Upholders are good at following through on both external expectations and internal commitments. They want to get things done. Upholders arrive at the mid-point of NaNoWriMo with a pile of to-do lists and a fear of not succeeding at all of their many projects. Writing a novel is a big project any month of the year. Completing a novel in a month in November when you must prepare for Thanksgiving, buy presents, complete work projects, and so forth, threatens upholders with burn-out.

Tips for Upholders

  • Schedule your time. The biggest danger for an Upholder is burnout. You must schedule your time to ensure that everything has a place in your life. Take the time now to write a schedule. Add your most important tasks and then take a look and see where your novel writing can fit in. Schedule writing time and let people know when you will be writing. As much as possible, make your writing both an external and internal expectation.
  • Monitor your progress. Upholders do best when they can see how they are progressing. Commit to updating the NaNoWriMo word count, either on the NaNoWriMo page or, even better, on a calendar that is visible to you.
  • Habit-stacking works well for Upholders. Habit-stacking means that you attach a new habit to an old one. For example, make a deal with yourself that you will write for ten minutes right after brushing your teeth. By stacking writing time with something you are going to do anyway, you’ll be more certain to do it.
  • One of the biggest challenges for Upholders is avoiding burnout. Determine which other activities you must do in the month of November you can outsource. For example, last year during NaNoWriMo I outsourced cooking Thanksgiving dinner to Whole Foods. Whole Foods offers prepared Thanksgiving dinners that you can order. You can also order Thanksgiving from several restaurants in town. A friend’s favorite go-to for party prep is The Rendezvous restaurant. If you can afford to do so, outsource your cleaning for November. Make a list of expectations for the month of November and then write down who you will outsource each one to. Then do it.


Rebels respond poorly to both internal expectations and external commitments. They value freedom. They don’t want anyone or anything to pin them down; not even themselves. They may have arrived at the middle of NaNoWriMo with a book they intended to write and now they’ve switched books. Or if they haven’t, they lost their motivation to write and now feel frustrated with themselves for being so contrary-minded.

Tips for Rebels

  • The most effective strategy for Rebels is adopting an identity as a writer. Ask yourself, “What would a writer do?” when faced with challenges or other activities that interfere. A great tool is Chuck Wendig’s The Writer’s Prayer, which begins “I am a writer, and I am done fucking around. That which has prevented me lingers no longer. I am wind and storm and lightning and I shall huff and I shall puff and I shall blow all the barriers down. Then I will drink whisky made from the fear-urine of my loudest detractors and find power in their disbelief.” Go read the rest:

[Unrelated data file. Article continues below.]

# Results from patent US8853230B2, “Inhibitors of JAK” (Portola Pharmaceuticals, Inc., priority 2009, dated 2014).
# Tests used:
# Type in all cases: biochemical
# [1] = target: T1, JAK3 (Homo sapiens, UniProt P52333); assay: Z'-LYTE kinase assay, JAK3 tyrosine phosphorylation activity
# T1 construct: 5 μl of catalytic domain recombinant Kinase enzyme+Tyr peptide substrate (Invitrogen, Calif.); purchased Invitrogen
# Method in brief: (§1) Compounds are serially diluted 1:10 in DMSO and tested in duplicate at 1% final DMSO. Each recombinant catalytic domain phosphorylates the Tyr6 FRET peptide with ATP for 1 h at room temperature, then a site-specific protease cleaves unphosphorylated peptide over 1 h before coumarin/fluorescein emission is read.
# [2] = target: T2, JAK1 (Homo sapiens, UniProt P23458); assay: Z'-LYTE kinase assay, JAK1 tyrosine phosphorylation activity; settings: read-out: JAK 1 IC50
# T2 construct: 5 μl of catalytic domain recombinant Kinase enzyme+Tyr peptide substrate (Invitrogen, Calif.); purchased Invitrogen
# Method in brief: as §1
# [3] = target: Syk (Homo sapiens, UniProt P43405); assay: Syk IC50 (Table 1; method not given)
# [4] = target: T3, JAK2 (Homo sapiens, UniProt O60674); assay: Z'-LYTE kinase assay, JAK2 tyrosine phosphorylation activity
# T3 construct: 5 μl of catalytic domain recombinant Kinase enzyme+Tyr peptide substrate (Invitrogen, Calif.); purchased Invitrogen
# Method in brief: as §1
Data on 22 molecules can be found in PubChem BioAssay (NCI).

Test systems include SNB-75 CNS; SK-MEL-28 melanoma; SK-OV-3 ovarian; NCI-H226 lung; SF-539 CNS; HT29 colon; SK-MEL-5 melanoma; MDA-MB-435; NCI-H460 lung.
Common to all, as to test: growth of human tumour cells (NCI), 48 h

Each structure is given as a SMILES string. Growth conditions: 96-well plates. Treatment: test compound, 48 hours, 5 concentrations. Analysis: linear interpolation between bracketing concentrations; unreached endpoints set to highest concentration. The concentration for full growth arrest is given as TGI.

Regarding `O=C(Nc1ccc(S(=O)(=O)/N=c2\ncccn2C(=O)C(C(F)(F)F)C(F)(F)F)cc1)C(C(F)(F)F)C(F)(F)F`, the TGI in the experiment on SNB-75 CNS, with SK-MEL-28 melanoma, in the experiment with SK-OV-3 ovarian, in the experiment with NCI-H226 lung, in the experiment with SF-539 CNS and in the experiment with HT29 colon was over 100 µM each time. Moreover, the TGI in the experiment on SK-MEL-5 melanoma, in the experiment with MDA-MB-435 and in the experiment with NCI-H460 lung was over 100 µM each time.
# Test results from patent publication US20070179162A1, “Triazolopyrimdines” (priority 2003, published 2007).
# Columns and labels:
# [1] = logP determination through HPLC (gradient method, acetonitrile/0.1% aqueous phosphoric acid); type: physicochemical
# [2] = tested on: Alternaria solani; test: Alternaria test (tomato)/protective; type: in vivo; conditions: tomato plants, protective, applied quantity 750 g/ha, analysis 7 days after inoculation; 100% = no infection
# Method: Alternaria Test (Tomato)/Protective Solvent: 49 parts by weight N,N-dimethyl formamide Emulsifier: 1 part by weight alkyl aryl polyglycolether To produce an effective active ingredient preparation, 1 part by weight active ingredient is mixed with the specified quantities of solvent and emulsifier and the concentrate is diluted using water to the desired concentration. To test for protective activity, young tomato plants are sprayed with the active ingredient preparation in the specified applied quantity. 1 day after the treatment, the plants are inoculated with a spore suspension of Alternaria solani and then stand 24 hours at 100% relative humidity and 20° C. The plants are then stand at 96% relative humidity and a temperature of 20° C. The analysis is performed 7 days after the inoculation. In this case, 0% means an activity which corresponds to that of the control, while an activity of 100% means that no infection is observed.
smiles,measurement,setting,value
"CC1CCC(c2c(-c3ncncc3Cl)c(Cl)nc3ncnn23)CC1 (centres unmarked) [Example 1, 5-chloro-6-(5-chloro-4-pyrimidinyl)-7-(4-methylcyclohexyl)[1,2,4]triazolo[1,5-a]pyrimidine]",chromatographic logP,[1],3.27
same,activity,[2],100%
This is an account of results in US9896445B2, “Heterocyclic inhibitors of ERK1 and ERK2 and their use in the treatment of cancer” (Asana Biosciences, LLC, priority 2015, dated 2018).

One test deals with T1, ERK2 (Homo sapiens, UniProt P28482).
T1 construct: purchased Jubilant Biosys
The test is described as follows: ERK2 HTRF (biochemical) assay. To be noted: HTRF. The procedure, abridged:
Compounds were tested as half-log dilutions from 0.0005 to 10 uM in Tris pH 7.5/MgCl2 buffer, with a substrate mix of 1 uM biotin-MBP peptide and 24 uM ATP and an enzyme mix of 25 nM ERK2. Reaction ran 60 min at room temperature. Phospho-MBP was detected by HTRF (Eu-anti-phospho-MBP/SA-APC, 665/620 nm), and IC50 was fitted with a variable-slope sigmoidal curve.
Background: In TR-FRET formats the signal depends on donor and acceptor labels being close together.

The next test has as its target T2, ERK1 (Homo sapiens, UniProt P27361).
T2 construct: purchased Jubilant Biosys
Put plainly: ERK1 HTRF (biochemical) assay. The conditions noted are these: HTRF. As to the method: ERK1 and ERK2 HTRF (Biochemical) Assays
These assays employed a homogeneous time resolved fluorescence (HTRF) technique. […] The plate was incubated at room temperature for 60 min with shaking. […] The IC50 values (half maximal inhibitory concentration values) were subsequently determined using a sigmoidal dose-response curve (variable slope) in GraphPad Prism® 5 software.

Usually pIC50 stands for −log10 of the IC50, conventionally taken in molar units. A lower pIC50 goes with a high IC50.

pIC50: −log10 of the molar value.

• Make writing convenient by setting up your environment. Each night I set up my writing area with a pot of water, a tea bag, a thermos of soy milk. I adjust my monitor and close out everything except the part of my novel I’m working on. When I wake up, I can just go to it and start. Environmental cues are very important to Rebels because their biggest value is freedom and doing what they want. So make writing your novel attractive. Make it something you want to do.
  • Do it different! Rebels thrive doing things in against type. They think different. Harness that! Write against expectations. Do it at an odd hour. Write something that doesn’t quite fit into NaNoWriMo. Be different and rebellious in the pages of your novel. If other people don’t like it, well, take Chuck Wendig’s advice and say, “Nobody tells me who I am or what I can’t do. I tell stories. I write characters. I make true shit up out of thin air. And nothing is more perfect than that.”

Whatever your personality tendency (and you may see yourself in more than one) you can do this! Write on friends!


About the author: Carolyn Ivy Stein is a writer living in Memphis, TN. Her work in progress is a rousing pirate chase set in 38 AD in Alexandria, Egypt. Her personal web page is You can find her personal blog at She is a co-blogger on the Sea History Adventures blog